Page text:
LIFF 2019 Movie Review: ‘Widow Of Silence’

Ketna Mistry



On the 10th anniversary of the London Indian Film Festival, supported by Bagri Foundation, ‘Widow Of Silence’ (2018) is one of many great selections of short films on offer to see. Written, directed and produced by Praveen Morchhale, only his third film, it was first premiered at the 24th Kolkata International Film Festival after debuting at the 23rd Busan International Film Festival.

Set in the backdrop of the beautiful valleys of Kashmir, a country caught up in conflict, ‘Widow Of Silence’ is the story of a nurse, Aasia (Shilpi Marwaha), who has been searching for answers on the disappearance of her missing husband for the past seven years. He was taken away by security forces and hasn’t been seen since. Not knowing if her husband is dead or alive, she is known as a ‘half-widow’, a term given to many of the women like Aasia who live a similar life.

As a single mother, raising her 11-year old daughter Inaya and caring for her elderly mother-in-law has its own challenges, however Aasia continues her day without any complaints. The constant conflict between her heart and head is quite a battle, Aasia finds it difficult to decide if she should move on with her life or remain in hope that one day her husband will return. As she is unable to do either, Aasia tries to obtaining a death certificate from the government, so that she can find closure, pay off debt and give her daughter a better life, but instead is forced to deal with an opportunistic, corrupt government official (Ajay Chourey) who preys on her vulnerability.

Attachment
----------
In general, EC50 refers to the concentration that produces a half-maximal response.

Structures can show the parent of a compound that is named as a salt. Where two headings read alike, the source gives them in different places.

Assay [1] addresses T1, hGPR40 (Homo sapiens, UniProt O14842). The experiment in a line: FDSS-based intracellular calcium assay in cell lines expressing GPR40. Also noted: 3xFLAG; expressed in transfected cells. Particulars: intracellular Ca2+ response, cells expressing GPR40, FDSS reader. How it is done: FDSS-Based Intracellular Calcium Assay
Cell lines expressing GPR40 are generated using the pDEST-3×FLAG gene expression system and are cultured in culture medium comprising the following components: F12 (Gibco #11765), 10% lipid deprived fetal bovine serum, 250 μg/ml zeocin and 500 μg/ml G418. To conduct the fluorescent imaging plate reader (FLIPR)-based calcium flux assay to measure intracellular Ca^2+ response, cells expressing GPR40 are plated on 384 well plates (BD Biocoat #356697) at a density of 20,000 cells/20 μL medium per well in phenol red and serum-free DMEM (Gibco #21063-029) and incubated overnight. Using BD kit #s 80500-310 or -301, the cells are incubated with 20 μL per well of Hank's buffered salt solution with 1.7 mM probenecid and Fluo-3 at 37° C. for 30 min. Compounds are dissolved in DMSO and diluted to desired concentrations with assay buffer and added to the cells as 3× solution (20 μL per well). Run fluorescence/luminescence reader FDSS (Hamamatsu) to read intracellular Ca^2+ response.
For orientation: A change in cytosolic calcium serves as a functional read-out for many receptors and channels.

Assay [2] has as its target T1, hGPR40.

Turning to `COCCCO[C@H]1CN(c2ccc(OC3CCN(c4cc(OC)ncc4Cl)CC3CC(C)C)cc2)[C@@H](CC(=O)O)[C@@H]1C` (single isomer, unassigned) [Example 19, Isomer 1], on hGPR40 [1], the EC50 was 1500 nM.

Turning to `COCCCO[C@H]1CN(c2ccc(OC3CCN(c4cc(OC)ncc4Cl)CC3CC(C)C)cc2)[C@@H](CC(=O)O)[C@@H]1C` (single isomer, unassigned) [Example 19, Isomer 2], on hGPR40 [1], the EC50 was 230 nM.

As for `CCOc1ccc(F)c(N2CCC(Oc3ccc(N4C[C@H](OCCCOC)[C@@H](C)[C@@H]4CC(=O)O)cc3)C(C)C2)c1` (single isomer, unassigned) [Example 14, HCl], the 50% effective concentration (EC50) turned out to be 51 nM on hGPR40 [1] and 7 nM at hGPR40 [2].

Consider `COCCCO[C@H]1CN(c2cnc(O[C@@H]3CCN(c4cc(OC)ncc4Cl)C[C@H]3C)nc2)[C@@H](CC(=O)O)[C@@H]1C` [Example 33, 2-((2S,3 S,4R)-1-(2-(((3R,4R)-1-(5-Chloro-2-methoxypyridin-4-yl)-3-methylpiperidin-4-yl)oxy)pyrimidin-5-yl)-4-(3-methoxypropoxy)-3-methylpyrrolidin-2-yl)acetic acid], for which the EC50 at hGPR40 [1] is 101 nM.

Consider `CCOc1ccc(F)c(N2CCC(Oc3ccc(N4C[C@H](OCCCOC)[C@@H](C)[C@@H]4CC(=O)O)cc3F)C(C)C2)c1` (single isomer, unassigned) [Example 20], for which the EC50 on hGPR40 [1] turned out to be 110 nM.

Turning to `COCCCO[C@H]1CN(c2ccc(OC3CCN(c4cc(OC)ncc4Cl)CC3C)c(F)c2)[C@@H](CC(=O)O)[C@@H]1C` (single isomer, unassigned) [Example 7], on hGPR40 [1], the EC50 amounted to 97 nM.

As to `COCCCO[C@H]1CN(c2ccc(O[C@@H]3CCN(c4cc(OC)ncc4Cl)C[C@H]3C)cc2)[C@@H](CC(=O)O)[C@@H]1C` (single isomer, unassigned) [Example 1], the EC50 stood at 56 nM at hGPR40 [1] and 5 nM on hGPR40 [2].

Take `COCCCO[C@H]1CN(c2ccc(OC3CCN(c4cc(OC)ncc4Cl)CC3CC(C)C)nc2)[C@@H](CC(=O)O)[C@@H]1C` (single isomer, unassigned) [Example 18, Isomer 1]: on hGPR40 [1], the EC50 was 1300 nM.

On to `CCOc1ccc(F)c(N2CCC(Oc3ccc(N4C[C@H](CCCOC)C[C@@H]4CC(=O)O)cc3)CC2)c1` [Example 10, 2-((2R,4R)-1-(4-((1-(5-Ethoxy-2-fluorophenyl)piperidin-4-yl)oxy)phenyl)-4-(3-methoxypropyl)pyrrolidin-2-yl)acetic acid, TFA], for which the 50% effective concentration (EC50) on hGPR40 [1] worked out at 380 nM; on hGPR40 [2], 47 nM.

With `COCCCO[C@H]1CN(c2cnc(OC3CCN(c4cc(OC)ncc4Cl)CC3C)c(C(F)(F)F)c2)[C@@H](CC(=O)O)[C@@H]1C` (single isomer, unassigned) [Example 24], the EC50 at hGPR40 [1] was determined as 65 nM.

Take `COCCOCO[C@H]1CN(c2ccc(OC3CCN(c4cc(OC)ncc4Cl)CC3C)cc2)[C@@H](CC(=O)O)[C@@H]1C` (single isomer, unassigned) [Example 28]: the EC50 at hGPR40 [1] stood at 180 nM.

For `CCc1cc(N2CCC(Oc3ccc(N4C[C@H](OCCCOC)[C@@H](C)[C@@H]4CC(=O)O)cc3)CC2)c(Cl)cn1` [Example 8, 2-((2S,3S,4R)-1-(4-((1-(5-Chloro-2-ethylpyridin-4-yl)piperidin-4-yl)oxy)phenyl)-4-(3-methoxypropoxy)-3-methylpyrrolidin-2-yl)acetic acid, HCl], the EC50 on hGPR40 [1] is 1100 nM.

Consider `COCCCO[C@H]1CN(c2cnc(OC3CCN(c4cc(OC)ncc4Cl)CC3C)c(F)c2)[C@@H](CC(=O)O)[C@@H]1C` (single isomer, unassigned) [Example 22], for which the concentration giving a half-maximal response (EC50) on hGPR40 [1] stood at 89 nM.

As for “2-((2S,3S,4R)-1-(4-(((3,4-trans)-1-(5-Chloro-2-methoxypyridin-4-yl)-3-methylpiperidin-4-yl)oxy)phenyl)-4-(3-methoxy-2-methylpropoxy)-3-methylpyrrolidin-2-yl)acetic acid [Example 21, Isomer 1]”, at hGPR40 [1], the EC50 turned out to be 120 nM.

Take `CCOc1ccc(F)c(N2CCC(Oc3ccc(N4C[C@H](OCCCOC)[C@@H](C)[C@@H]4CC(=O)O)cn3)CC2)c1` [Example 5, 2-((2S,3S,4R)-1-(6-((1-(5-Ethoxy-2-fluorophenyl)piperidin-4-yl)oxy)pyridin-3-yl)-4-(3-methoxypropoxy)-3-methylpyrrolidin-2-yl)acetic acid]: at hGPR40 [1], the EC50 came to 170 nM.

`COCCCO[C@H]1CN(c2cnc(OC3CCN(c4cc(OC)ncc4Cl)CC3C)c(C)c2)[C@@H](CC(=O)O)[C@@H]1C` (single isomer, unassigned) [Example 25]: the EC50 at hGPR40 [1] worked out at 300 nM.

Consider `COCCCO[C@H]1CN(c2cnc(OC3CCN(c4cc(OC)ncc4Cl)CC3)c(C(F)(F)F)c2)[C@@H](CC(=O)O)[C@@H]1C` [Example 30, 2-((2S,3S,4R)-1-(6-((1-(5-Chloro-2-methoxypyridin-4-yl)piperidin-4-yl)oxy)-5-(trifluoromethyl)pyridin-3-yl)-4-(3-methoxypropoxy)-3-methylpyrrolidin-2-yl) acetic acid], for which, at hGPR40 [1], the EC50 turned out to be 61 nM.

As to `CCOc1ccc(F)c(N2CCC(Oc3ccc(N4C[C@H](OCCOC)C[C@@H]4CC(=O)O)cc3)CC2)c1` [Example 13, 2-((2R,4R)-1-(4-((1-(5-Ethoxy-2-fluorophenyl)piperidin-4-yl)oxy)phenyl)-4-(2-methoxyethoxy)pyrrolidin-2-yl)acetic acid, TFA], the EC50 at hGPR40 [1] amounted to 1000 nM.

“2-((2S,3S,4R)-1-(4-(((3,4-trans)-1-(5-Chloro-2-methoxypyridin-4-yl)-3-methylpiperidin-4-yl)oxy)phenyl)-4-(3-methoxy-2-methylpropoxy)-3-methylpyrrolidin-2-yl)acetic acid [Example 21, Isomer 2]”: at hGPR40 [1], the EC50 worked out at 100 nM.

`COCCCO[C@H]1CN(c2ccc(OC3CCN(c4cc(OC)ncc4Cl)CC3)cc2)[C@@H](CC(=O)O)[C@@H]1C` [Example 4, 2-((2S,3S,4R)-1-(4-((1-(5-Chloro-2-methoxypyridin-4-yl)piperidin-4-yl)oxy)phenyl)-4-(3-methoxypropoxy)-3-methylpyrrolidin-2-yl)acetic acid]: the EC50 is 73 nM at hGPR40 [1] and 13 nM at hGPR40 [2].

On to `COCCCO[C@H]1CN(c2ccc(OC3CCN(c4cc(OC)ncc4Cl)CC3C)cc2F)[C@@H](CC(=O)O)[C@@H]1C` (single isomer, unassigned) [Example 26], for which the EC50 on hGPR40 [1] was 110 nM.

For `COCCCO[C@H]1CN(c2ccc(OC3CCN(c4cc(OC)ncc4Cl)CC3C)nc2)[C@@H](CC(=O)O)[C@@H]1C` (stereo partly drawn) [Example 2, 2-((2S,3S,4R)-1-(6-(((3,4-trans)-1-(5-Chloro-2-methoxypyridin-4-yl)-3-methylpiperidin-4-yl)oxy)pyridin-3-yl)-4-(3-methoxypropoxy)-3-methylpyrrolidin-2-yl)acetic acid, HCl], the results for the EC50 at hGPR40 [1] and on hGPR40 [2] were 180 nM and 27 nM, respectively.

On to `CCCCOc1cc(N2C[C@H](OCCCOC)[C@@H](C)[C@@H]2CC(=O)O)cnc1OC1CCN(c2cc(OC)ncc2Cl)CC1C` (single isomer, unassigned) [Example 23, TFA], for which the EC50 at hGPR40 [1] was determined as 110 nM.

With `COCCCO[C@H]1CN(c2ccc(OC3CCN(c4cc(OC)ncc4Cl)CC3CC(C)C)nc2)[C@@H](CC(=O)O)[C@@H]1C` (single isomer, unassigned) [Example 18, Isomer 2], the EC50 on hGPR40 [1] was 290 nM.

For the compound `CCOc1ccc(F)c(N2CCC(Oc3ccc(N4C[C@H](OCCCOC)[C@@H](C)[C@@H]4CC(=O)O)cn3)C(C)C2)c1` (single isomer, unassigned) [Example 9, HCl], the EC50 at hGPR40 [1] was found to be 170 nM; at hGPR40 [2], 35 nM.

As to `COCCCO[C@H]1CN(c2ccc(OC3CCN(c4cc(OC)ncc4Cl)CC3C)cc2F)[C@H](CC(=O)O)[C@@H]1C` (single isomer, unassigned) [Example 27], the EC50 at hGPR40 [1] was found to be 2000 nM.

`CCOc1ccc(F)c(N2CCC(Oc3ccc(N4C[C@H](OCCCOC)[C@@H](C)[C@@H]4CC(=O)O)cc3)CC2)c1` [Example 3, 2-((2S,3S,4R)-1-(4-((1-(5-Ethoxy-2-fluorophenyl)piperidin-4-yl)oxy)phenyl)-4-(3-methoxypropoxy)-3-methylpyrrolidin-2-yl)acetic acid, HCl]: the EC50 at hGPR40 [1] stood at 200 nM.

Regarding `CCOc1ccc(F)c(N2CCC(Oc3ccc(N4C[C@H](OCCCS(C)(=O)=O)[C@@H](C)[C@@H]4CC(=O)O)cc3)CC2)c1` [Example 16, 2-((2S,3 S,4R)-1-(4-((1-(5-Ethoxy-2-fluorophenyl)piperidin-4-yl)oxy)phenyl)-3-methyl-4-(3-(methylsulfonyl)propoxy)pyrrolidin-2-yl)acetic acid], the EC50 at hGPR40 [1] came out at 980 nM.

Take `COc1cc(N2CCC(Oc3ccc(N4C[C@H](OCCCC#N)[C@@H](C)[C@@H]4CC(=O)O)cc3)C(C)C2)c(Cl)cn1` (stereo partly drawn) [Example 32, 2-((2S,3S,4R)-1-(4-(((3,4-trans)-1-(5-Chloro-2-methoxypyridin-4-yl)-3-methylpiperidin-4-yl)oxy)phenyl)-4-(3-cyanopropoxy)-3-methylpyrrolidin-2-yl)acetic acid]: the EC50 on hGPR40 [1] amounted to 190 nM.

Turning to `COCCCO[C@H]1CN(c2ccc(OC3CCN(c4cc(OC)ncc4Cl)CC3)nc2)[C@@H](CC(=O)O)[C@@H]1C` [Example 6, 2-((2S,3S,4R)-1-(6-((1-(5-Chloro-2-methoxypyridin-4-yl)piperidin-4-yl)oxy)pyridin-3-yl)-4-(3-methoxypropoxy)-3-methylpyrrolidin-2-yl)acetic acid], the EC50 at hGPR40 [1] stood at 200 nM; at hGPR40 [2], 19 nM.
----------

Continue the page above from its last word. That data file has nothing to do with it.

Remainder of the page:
As the film goes on, Aasia continues to get entangled by the frustration, agony and loneliness, that only she knows and feels. As a viewer you hope that she finds peace of mind and can have a happily ever after, but life throws another curve ball and by no fault of her own, is left making a life-changing decision.

Marwah’s performance was faultless. She manages to carry the film just through her subtle expressions, which was in-keeping of the way the film was told. Bilal Ahmed plays a small but big part in the film, as a simple guy who runs a taxi service between the villages in Kashmir, he maintains a positive outlook on life through poetry as he goes about his day job. His character brings some light relief in small pockets and leaves you contemplating over his words.

Morchhale has a unique gift for film making. He has taken, as what can only be described as a ‘minimalistic’ approach in storytelling, with very little dialogue, and somehow it works. You forget the ‘quietness’ and become engrossed in the film as the story develops. Morchhale captures the emotions perfectly without any fuss and over the top drama or background music. But what was interesting was the cliffhanger at the end of the film, really unexpected, that you forget the films run-time is only 85 minutes. So the question is, will there be a sequel or will Aasia’s story remain unfinished?


***The Bagri Foundation London Film Festival celebrates a decade in bringing the best new South Asian films to the UK, with 5 cities, 25 venues and 25 specially curated films. It starts on 20th June 2019 in London continues until 8th July 2019, at cinemas across the UK. For more on the festival, please visit:***